I just attended a conference in which one of the workshops was over the subject of the reformation and this very plurality that you observe. [yeah … I know … thousands of years of history condensed into a 50 minute workshop --it wasn’t just the reformation but also included the Eastern Orthodox before that, and all the happenings since. The speaker moved fast.]
But something said there left an impression on me. The speaker [not himself of Eastern Orthodox persuasion] said he had taken his students to visit an E.O. church; and the architecture itself conveyed a message. They don’t have statues like Catholics do, but they do have plenty of pictures depicting saints all through history. Standing there he was surrounded by saints all around and above; all staring at him. It gave one the impression that you were being challenged --or maybe cheered on. Your team is bigger than your own little church, and certainly bigger than just you. All these eyes are there as if to say “here is what we did to advance God’s kingdom. Now you are on the field --how will you carry this on?”
Our speaker appreciated with us, then and there, how productive and even essential it is for churches to recognize their roots into this history and how much accountability that should help us to recognize. Even non-denominational churches who may in some ways try to distance themselves from all such heritage or lineage – they still have it whether they recognize it or not. And we all do well to stay plugged in for that “larger than my own church” accountability and not run from it.
That doesn’t, of course, answer everything about all our co-existing cousins of denominations or how or if they should all relate to each other. But recognizing our common roots in a very stout tree is a good start --even if we still argue about who is the true continuation of the main trunk all the way back to the beginning and who is a “branch off of” that trunk. But in the end I think all that squabbling will be shown to be silly.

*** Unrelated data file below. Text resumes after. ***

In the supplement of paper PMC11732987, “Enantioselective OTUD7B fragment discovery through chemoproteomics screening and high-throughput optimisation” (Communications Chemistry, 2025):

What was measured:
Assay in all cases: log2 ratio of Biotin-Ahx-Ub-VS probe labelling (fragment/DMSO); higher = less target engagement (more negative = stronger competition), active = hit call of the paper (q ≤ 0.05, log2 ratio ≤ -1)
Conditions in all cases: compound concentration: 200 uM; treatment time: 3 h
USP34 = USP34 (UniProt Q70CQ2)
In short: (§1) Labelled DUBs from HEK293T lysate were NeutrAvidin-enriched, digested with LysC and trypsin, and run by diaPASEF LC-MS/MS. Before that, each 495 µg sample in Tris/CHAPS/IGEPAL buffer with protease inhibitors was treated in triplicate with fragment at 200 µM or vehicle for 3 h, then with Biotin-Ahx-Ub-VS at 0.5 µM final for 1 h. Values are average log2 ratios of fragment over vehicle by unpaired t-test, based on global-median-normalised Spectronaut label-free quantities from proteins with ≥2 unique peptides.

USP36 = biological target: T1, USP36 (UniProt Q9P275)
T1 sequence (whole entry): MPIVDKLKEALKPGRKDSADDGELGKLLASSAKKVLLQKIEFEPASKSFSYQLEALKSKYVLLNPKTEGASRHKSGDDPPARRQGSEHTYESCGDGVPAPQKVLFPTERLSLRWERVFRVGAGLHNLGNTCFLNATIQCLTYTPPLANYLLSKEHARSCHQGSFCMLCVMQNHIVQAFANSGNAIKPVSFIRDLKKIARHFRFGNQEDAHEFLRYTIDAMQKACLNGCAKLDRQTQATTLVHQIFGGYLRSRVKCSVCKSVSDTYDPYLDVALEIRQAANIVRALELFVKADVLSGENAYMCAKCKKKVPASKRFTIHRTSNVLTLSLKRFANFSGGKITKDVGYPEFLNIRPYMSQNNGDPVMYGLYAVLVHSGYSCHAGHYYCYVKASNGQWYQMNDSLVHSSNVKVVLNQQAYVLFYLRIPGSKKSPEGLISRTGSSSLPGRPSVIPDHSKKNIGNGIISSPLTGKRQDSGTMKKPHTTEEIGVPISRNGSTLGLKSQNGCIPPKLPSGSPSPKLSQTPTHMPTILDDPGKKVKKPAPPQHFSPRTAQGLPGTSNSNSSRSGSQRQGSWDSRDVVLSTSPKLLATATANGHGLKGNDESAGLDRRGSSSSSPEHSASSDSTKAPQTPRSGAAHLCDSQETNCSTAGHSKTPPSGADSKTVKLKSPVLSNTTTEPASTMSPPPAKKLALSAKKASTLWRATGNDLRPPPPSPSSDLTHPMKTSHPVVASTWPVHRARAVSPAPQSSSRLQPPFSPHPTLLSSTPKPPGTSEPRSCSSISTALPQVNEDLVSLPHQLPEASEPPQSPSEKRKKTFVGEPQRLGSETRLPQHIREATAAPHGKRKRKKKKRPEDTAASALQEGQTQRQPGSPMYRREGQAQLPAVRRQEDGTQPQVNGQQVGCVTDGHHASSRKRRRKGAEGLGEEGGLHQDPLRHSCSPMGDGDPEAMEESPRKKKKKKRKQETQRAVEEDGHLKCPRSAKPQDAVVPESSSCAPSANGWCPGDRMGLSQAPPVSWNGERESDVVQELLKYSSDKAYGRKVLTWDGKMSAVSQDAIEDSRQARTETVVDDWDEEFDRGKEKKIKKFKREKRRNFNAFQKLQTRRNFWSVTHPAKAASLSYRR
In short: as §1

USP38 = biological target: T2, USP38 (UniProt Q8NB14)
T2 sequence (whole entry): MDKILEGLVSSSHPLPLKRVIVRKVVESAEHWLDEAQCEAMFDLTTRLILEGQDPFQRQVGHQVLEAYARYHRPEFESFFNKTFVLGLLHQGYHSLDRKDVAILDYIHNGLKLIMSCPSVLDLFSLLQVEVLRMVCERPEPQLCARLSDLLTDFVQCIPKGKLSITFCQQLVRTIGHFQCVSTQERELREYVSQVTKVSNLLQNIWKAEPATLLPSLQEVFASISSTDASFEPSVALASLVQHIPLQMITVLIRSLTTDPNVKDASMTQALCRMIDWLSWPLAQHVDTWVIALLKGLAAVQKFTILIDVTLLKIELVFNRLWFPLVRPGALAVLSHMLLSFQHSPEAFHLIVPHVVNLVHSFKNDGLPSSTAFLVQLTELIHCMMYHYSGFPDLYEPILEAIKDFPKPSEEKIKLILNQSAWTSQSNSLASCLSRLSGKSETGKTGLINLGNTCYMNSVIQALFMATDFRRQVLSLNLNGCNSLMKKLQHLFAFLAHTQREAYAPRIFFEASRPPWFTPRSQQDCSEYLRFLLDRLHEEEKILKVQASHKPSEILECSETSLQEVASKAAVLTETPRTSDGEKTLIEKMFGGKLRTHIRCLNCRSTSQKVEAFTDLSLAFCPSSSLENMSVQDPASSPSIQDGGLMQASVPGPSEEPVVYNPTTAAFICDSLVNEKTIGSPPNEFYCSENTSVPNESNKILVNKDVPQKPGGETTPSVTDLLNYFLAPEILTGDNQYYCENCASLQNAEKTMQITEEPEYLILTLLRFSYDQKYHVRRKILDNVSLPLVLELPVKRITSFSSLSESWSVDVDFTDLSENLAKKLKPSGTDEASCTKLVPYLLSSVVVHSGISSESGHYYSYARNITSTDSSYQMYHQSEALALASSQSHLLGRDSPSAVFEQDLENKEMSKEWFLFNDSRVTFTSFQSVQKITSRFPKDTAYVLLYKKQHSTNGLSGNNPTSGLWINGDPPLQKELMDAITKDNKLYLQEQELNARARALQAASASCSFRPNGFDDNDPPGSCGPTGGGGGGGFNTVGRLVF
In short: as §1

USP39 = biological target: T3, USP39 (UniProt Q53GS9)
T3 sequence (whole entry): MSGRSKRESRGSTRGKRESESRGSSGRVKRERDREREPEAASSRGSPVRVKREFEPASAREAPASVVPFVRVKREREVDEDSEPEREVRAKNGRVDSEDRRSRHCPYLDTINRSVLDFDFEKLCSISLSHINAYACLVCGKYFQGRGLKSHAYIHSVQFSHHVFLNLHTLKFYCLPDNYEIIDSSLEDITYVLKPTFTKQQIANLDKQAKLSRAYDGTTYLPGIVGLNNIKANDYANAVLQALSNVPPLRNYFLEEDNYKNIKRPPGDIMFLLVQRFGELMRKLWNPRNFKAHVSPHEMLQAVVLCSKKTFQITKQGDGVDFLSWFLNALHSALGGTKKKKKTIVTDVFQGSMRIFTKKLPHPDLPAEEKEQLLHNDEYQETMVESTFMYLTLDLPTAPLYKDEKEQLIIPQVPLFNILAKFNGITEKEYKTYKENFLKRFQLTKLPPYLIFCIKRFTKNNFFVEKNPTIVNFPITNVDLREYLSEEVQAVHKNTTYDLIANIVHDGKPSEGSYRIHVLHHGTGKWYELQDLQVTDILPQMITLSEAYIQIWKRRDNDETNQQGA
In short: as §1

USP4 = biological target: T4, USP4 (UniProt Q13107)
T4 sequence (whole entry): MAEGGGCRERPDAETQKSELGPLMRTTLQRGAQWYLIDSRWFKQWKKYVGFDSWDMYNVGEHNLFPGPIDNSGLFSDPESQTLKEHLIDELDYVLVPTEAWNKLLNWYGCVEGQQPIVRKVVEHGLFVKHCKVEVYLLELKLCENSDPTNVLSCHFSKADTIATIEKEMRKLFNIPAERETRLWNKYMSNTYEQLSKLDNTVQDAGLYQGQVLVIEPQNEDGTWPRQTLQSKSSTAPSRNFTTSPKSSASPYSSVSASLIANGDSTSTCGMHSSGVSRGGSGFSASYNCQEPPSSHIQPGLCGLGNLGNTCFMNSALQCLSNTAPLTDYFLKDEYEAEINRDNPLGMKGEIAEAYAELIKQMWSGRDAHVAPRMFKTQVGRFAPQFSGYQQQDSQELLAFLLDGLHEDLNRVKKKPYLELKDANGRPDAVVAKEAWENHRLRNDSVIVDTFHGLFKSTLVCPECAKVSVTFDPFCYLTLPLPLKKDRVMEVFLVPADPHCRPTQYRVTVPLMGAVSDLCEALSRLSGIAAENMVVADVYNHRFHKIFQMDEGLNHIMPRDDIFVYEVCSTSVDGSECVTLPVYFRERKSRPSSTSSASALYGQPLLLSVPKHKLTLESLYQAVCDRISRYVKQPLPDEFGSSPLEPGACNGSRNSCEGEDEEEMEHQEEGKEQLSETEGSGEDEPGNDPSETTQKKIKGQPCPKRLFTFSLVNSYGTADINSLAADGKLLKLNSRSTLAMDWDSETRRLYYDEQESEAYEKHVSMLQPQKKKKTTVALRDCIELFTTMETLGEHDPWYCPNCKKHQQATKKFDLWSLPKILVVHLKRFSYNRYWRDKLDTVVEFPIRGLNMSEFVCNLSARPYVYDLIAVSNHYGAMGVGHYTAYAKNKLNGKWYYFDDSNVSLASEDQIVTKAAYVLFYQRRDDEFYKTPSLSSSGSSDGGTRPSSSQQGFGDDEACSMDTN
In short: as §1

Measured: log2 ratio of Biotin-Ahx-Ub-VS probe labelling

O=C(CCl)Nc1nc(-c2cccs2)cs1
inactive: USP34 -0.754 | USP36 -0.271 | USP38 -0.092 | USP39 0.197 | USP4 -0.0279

I personally maintain that the shadow of our Savior falls across such a wide swath of us all that it is no respecter of denominational or even organized religious boundaries. Yes – it is necessary to be in “a” or “the” fold in order to find counsel and grow in discipleship. But as regards salvation, I think Christ may truly be “salvation without borders” so to speak. Certainly not geographically or even religiously drawn up ones anyway.
God’s Church would be impoverished, not strengthened; if it were to have a sudden “unity” thrust upon it as an end of all plurality. Let detractors and skeptics complain about that as they will. (Can you tell this is a protestant speaking?). Unity is always good as an aspiration – and I enjoy and admire that in my Catholic brothers and sisters to the extent that they actually have it. But we who may not formally be part of that specific fold shouldn’t die a thousand deaths over not having it. There are some good reasons for that too.